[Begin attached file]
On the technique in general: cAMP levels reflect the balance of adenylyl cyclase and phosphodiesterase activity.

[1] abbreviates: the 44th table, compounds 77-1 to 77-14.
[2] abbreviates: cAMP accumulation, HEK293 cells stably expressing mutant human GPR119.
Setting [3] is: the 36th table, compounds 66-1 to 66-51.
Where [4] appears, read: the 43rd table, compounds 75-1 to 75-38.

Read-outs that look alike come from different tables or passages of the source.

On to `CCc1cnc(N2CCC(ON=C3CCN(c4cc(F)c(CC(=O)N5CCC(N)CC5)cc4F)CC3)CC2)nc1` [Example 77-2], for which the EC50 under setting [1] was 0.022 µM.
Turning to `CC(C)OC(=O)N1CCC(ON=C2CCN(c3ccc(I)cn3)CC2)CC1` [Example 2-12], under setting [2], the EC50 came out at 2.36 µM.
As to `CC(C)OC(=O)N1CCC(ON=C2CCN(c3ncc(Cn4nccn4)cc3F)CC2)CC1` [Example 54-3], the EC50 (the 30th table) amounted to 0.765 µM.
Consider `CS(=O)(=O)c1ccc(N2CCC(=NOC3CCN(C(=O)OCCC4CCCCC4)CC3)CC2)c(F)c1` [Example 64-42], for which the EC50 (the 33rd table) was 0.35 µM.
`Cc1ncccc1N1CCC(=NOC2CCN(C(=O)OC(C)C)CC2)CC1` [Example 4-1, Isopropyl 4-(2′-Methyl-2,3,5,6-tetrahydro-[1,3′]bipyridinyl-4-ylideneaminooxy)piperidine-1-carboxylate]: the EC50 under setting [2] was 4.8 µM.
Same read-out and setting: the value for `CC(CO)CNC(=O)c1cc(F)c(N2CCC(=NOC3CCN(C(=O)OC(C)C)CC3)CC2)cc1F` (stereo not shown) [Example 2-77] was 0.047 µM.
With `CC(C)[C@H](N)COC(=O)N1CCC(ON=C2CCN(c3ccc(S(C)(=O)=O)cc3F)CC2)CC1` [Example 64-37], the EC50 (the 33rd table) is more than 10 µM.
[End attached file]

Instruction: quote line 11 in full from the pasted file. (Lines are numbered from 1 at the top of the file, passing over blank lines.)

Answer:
`Cc1ncccc1N1CCC(=NOC2CCN(C(=O)OC(C)C)CC2)CC1` [Example 4-1, Isopropyl 4-(2′-Methyl-2,3,5,6-tetrahydro-[1,3′]bipyridinyl-4-ylideneaminooxy)piperidine-1-carboxylate]: the EC50 under setting [2] was 4.8 µM.